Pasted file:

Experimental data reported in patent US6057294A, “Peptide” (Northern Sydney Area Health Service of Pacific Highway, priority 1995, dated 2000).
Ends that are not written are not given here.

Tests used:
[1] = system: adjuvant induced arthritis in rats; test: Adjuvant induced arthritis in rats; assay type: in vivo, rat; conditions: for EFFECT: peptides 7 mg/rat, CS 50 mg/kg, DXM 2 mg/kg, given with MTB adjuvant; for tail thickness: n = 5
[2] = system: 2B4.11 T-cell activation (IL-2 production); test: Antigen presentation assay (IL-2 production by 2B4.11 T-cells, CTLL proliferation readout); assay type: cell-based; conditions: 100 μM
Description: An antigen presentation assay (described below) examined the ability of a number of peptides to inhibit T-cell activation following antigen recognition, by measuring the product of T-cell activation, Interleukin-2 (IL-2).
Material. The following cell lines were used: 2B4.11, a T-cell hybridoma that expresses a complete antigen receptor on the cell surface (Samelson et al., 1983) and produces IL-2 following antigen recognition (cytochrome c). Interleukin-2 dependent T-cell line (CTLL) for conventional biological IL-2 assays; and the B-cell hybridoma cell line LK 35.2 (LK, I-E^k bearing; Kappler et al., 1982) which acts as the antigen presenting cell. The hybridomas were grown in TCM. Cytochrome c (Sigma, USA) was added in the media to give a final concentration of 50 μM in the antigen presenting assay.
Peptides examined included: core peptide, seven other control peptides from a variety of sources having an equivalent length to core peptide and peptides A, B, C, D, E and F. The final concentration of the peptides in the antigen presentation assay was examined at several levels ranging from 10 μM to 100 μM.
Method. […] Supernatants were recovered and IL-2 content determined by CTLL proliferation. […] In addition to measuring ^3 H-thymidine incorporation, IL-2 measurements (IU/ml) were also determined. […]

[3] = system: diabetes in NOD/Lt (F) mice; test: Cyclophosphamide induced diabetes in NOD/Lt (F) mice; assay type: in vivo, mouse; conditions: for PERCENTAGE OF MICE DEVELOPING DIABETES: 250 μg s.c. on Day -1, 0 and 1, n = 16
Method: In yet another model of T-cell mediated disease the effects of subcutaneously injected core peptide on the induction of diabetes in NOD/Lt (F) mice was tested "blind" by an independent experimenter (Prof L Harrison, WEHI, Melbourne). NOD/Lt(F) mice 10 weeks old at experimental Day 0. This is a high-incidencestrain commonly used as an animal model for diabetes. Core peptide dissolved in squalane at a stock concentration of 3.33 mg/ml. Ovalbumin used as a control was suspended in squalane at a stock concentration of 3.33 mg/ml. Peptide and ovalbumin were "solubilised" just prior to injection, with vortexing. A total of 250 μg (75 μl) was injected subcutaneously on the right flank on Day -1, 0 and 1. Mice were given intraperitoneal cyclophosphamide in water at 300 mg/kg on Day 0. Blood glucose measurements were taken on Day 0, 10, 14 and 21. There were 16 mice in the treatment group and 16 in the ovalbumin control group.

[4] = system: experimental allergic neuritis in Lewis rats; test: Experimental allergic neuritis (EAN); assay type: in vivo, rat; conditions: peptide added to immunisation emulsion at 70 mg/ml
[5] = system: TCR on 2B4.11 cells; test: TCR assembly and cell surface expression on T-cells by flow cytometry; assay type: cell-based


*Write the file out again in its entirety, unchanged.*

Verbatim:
Experimental data reported in patent US6057294A, “Peptide” (Northern Sydney Area Health Service of Pacific Highway, priority 1995, dated 2000).
Ends that are not written are not given here.

Tests used:
[1] = system: adjuvant induced arthritis in rats; test: Adjuvant induced arthritis in rats; assay type: in vivo, rat; conditions: for EFFECT: peptides 7 mg/rat, CS 50 mg/kg, DXM 2 mg/kg, given with MTB adjuvant; for tail thickness: n = 5
[2] = system: 2B4.11 T-cell activation (IL-2 production); test: Antigen presentation assay (IL-2 production by 2B4.11 T-cells, CTLL proliferation readout); assay type: cell-based; conditions: 100 μM
Description: An antigen presentation assay (described below) examined the ability of a number of peptides to inhibit T-cell activation following antigen recognition, by measuring the product of T-cell activation, Interleukin-2 (IL-2).
Material. The following cell lines were used: 2B4.11, a T-cell hybridoma that expresses a complete antigen receptor on the cell surface (Samelson et al., 1983) and produces IL-2 following antigen recognition (cytochrome c). Interleukin-2 dependent T-cell line (CTLL) for conventional biological IL-2 assays; and the B-cell hybridoma cell line LK 35.2 (LK, I-E^k bearing; Kappler et al., 1982) which acts as the antigen presenting cell. The hybridomas were grown in TCM. Cytochrome c (Sigma, USA) was added in the media to give a final concentration of 50 μM in the antigen presenting assay.
Peptides examined included: core peptide, seven other control peptides from a variety of sources having an equivalent length to core peptide and peptides A, B, C, D, E and F. The final concentration of the peptides in the antigen presentation assay was examined at several levels ranging from 10 μM to 100 μM.
Method. […] Supernatants were recovered and IL-2 content determined by CTLL proliferation. […] In addition to measuring ^3 H-thymidine incorporation, IL-2 measurements (IU/ml) were also determined. […]

[3] = system: diabetes in NOD/Lt (F) mice; test: Cyclophosphamide induced diabetes in NOD/Lt (F) mice; assay type: in vivo, mouse; conditions: for PERCENTAGE OF MICE DEVELOPING DIABETES: 250 μg s.c. on Day -1, 0 and 1, n = 16
Method: In yet another model of T-cell mediated disease the effects of subcutaneously injected core peptide on the induction of diabetes in NOD/Lt (F) mice was tested "blind" by an independent experimenter (Prof L Harrison, WEHI, Melbourne). NOD/Lt(F) mice 10 weeks old at experimental Day 0. This is a high-incidencestrain commonly used as an animal model for diabetes. Core peptide dissolved in squalane at a stock concentration of 3.33 mg/ml. Ovalbumin used as a control was suspended in squalane at a stock concentration of 3.33 mg/ml. Peptide and ovalbumin were "solubilised" just prior to injection, with vortexing. A total of 250 μg (75 μl) was injected subcutaneously on the right flank on Day -1, 0 and 1. Mice were given intraperitoneal cyclophosphamide in water at 300 mg/kg on Day 0. Blood glucose measurements were taken on Day 0, 10, 14 and 21. There were 16 mice in the treatment group and 16 in the ovalbumin control group.

[4] = system: experimental allergic neuritis in Lewis rats; test: Experimental allergic neuritis (EAN); assay type: in vivo, rat; conditions: peptide added to immunisation emulsion at 70 mg/ml
[5] = system: TCR on 2B4.11 cells; test: TCR assembly and cell surface expression on T-cells by flow cytometry; assay type: cell-based